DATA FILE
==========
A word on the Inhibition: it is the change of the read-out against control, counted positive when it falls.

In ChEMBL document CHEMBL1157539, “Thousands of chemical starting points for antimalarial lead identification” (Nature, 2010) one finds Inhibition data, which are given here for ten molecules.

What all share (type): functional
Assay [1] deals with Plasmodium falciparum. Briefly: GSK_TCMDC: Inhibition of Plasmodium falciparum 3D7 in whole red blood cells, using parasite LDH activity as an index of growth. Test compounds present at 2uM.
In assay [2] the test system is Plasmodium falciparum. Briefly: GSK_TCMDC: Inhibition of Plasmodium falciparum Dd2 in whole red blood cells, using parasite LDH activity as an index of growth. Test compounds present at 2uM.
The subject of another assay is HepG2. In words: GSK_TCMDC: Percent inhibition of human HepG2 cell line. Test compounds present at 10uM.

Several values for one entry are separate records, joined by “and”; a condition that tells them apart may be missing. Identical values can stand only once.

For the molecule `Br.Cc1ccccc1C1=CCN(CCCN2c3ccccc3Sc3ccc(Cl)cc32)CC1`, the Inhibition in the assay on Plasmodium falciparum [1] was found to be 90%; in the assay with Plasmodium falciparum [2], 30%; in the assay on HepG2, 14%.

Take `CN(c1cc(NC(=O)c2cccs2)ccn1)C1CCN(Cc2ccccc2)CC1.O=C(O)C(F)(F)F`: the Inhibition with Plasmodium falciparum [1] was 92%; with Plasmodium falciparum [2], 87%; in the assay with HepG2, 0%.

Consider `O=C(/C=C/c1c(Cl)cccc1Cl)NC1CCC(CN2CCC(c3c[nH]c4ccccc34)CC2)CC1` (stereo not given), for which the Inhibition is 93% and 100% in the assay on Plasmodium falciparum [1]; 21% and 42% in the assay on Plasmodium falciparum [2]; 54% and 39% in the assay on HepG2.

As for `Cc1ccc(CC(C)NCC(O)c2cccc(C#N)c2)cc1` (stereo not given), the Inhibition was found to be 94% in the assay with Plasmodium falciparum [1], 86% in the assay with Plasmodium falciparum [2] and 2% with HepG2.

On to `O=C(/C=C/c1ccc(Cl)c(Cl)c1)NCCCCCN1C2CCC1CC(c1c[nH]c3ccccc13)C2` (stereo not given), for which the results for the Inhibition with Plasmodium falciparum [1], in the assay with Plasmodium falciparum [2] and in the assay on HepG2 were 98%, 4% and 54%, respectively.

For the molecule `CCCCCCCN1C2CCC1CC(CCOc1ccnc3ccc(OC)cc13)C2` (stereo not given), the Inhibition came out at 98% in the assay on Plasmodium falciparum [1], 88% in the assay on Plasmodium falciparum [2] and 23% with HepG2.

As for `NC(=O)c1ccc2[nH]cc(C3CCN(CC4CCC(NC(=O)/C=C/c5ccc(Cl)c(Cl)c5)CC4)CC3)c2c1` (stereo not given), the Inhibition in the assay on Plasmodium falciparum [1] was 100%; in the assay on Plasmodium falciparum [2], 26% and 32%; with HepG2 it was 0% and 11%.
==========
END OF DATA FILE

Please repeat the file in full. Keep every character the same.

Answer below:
A word on the Inhibition: it is the change of the read-out against control, counted positive when it falls.

In ChEMBL document CHEMBL1157539, “Thousands of chemical starting points for antimalarial lead identification” (Nature, 2010) one finds Inhibition data, which are given here for ten molecules.

What all share (type): functional
Assay [1] deals with Plasmodium falciparum. Briefly: GSK_TCMDC: Inhibition of Plasmodium falciparum 3D7 in whole red blood cells, using parasite LDH activity as an index of growth. Test compounds present at 2uM.
In assay [2] the test system is Plasmodium falciparum. Briefly: GSK_TCMDC: Inhibition of Plasmodium falciparum Dd2 in whole red blood cells, using parasite LDH activity as an index of growth. Test compounds present at 2uM.
The subject of another assay is HepG2. In words: GSK_TCMDC: Percent inhibition of human HepG2 cell line. Test compounds present at 10uM.

Several values for one entry are separate records, joined by “and”; a condition that tells them apart may be missing. Identical values can stand only once.

For the molecule `Br.Cc1ccccc1C1=CCN(CCCN2c3ccccc3Sc3ccc(Cl)cc32)CC1`, the Inhibition in the assay on Plasmodium falciparum [1] was found to be 90%; in the assay with Plasmodium falciparum [2], 30%; in the assay on HepG2, 14%.

Take `CN(c1cc(NC(=O)c2cccs2)ccn1)C1CCN(Cc2ccccc2)CC1.O=C(O)C(F)(F)F`: the Inhibition with Plasmodium falciparum [1] was 92%; with Plasmodium falciparum [2], 87%; in the assay with HepG2, 0%.

Consider `O=C(/C=C/c1c(Cl)cccc1Cl)NC1CCC(CN2CCC(c3c[nH]c4ccccc34)CC2)CC1` (stereo not given), for which the Inhibition is 93% and 100% in the assay on Plasmodium falciparum [1]; 21% and 42% in the assay on Plasmodium falciparum [2]; 54% and 39% in the assay on HepG2.

As for `Cc1ccc(CC(C)NCC(O)c2cccc(C#N)c2)cc1` (stereo not given), the Inhibition was found to be 94% in the assay with Plasmodium falciparum [1], 86% in the assay with Plasmodium falciparum [2] and 2% with HepG2.

On to `O=C(/C=C/c1ccc(Cl)c(Cl)c1)NCCCCCN1C2CCC1CC(c1c[nH]c3ccccc13)C2` (stereo not given), for which the results for the Inhibition with Plasmodium falciparum [1], in the assay with Plasmodium falciparum [2] and in the assay on HepG2 were 98%, 4% and 54%, respectively.

For the molecule `CCCCCCCN1C2CCC1CC(CCOc1ccnc3ccc(OC)cc13)C2` (stereo not given), the Inhibition came out at 98% in the assay on Plasmodium falciparum [1], 88% in the assay on Plasmodium falciparum [2] and 23% with HepG2.

As for `NC(=O)c1ccc2[nH]cc(C3CCN(CC4CCC(NC(=O)/C=C/c5ccc(Cl)c(Cl)c5)CC4)CC3)c2c1` (stereo not given), the Inhibition in the assay on Plasmodium falciparum [1] was 100%; in the assay on Plasmodium falciparum [2], 26% and 32%; with HepG2 it was 0% and 11%.